… Yeah – It’s really a great anthology that…You’ve got all five? – I don’t know if you’ve seen this. We have maybe one volume of it in the library. But the Auden is..is just like a… maybe more extensive than the Norton (sic). Auden picks it out with his ear and Auden was a great ear.
So – (Allen reads the poem) – “This ae nighte, this ae night,/Every nighte and alle,/Fyre and slaete and candle-lights,/And Christe receive thy saule’ – (Then, what you’re supposed to do is repeat the refrain. The Auden-Pearson has it. They didn’t repeat it here) – “When from hence away art past,/Every nighte and alle,/To Whinny-muir thou com’st at last;/And Christe receive thy saule.” – (What’s “Whinny-muir”? – [Allen looks it up] – “Whinny-muir” is the name given to various prickly shrubs, prickly (moor, the) furze, heather, buckthorn” – And so, “When from hence away art past”, you at last come to a mournful or prickly thorn that you have to stumble through in the Land of the Dead. Okay..”When from hence away art past/Every nighte and alle,/To Whinny-muir thou com’st at last/And Christe receive thy saule”/If ever thou gavest hosen and shoon,/Every nighte and alle,/Sit thee down and put them on;/And Christe receive thy saule/ If hosen and shoon thou ne’er gav’st nane/Every night and alle,/The whinnes shall prick thee to the bare bane;/And Christe receive thy saule./From Whinny-muir whence thou may’st pass/Every nighte and aloe,/To Brig o’ Dread thou com’st at last/And Christe receive thy saule./ From Brig o’ Dread whence thou may’st pass,/Every nighte and aloe,/To Purgatory tyre thou com’st at last;/And Christe receive thy saule./If meat or drink thou ne’er gav’st name,/Every nighte and alle /The fyre will burn thee to the bare bane;/And Christe receive thy saule./ This ae nighte, this ae nighte,/ Every nighte and alle,/ Fyre and slaete and candle-lighte,/And Christe receive thy saule.”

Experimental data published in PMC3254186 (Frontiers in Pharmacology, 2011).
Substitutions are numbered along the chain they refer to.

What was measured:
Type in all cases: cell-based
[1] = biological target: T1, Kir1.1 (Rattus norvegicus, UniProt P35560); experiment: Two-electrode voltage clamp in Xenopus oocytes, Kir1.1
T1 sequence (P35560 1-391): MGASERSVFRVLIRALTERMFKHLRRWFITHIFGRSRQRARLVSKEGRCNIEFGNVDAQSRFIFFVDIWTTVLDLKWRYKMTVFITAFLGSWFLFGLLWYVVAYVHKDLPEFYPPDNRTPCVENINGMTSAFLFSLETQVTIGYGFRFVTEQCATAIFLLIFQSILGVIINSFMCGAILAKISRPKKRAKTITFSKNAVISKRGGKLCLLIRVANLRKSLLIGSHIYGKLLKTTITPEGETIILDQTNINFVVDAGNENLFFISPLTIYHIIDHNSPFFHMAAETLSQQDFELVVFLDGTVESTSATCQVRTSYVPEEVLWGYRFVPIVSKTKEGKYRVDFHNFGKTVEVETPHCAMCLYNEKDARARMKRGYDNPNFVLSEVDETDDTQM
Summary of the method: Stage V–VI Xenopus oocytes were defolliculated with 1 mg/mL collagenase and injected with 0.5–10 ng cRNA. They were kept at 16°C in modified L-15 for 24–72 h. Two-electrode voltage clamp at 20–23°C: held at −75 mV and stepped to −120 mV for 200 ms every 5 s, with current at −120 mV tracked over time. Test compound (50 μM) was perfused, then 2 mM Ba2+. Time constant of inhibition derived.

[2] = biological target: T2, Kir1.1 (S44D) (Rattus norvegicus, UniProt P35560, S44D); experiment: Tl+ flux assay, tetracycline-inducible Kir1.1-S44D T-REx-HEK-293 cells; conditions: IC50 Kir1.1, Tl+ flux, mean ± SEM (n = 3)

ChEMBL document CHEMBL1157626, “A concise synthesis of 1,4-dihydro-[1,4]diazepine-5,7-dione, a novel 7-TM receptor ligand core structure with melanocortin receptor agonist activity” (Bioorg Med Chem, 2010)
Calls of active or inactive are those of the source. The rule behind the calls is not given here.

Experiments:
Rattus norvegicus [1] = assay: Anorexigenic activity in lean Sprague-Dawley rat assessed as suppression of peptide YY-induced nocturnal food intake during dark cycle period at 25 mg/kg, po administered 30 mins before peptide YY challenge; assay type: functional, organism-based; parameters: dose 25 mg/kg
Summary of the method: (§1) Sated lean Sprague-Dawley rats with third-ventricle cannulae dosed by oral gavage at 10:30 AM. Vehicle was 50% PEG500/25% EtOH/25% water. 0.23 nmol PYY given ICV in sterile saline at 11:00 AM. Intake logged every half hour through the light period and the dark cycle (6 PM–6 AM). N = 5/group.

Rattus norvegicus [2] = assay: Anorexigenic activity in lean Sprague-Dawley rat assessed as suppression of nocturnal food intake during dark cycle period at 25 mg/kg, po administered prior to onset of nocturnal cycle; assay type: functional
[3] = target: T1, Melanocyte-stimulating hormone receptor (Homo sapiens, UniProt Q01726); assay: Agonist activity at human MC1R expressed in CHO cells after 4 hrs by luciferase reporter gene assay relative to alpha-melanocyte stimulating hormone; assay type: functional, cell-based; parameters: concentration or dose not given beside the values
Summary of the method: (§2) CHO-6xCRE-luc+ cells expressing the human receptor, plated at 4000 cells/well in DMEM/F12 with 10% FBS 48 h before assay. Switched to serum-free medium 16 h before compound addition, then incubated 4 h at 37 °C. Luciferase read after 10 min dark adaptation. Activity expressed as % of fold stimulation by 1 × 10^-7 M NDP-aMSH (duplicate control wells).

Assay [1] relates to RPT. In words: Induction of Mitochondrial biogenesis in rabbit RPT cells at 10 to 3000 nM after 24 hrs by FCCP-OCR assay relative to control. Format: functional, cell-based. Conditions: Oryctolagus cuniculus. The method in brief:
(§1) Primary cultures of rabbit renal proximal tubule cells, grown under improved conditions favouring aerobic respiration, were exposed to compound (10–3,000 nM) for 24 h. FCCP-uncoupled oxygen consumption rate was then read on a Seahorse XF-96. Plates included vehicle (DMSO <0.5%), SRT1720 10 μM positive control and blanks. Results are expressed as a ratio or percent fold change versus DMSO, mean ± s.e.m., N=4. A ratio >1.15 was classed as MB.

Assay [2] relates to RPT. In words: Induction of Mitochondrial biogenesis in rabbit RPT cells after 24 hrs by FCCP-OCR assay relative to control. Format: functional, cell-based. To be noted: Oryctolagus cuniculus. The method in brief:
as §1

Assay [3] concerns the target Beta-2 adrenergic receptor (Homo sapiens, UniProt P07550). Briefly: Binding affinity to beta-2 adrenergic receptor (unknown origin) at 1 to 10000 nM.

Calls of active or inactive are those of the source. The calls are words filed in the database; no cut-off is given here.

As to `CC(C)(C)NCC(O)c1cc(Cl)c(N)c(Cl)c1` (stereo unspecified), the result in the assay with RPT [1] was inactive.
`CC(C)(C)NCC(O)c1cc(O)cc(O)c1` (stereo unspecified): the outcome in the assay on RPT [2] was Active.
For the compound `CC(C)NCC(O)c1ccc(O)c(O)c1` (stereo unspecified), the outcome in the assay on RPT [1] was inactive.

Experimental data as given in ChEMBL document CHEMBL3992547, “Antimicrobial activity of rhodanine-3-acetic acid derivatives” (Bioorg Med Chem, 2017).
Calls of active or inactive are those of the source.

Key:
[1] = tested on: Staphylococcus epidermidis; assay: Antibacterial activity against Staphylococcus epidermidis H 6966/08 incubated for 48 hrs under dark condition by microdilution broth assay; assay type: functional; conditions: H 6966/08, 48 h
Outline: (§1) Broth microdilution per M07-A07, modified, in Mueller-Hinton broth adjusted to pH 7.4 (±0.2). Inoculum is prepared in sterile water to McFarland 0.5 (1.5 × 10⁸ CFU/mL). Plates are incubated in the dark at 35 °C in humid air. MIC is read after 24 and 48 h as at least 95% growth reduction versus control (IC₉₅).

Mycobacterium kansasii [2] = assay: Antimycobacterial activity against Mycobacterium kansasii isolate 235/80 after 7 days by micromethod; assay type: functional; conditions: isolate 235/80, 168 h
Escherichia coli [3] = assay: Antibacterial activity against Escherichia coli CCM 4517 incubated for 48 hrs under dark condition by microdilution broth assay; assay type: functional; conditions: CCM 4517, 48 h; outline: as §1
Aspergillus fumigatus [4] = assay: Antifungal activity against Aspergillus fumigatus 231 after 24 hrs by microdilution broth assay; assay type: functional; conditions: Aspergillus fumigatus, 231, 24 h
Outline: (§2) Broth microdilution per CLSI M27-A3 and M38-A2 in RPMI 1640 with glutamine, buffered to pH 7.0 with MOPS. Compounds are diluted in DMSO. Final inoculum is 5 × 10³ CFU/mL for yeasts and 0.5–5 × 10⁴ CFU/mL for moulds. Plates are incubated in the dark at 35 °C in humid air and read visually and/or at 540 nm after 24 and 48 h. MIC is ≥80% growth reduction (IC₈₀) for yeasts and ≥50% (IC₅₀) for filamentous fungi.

That puts it to you pretty straight. The moral of that is really amazing.. It’s straight instant karma. If you ever gave away socks and shoes to somebody who was barefoot, then, when you come to “the prickly moor”, you can sit down and put yours on, and get them back. And if you ever “gav’st meat or drink”…”(T)he fyre shall never make thee shrink” – (Funny syncopation in that, but the syncopation on the basis of bam-bam-baa, bom-bom baa,bom–bon-bom, ba-da-da – “This ae night”, or “This one night” – “This/One/Night/Every/Night and All/Fire and Sleep/and/Candle-light/And Christ/Receive/Thy Soul”. It’s one of the most powerful rhythms in any poem that I know of – bom bom baa, bom-bom.. Probably it was chanted originally, a “dirge” – so what would a “dirge” be? – a dirge is a form of song – a chant, actually – [Allen sings/chants] – “This Ae Night (this one night). /Every night and all/Fire and sleet and candle-light/And Christ receive thy soul”, “If ever thou gavest hosen and shoon/Every night and all/Sit thee down and put them on/And Christ receive thy soul” – Something like that, I bet.
Student: (Sounds like a hymn)
AG: “Dirge” – You know, like [Allen mimics/sounds out Chopin’s funeral march] – Boum-boum-bi-boum Boum ba-doum ba-doum ba-doum – [he then repeats the poem, emphasizing it, with percussive beat on the desk] – “This one night/This one nght/ Every night and all/Fire and sleet and candle-light/ And Christ receive thy soul” – ”When thou… to Whinny-muir cometh at last / And Christ receive thy soul” – But you get that pom-pom-ba, pom-pom-ba, pom pom pom pom, ba”
Student: This is great
AG: It’s just too much, you know. It comes right out of the gut – (And) There is music to this
Student: What a difference it makes when they don’t print the refrain here, when it’s left out
AG: The refrain is printed in the Auden book [Auden-Pearson book] -. Well, they just saved… they’re doing it to save space. It’s alright, you can read that in there -“Every night and all”…”And Christ receive thy soul” – It’s so memorable, you don’t have to worry, you don’t have to… You can get them in a second and you can just put them in place . You can write it in?
[Audio for the above can be heard here, beginning at approximately sixty-and-a-quarter minues in and continuing until approximately sixty-six-and-three-quarter-minutes in]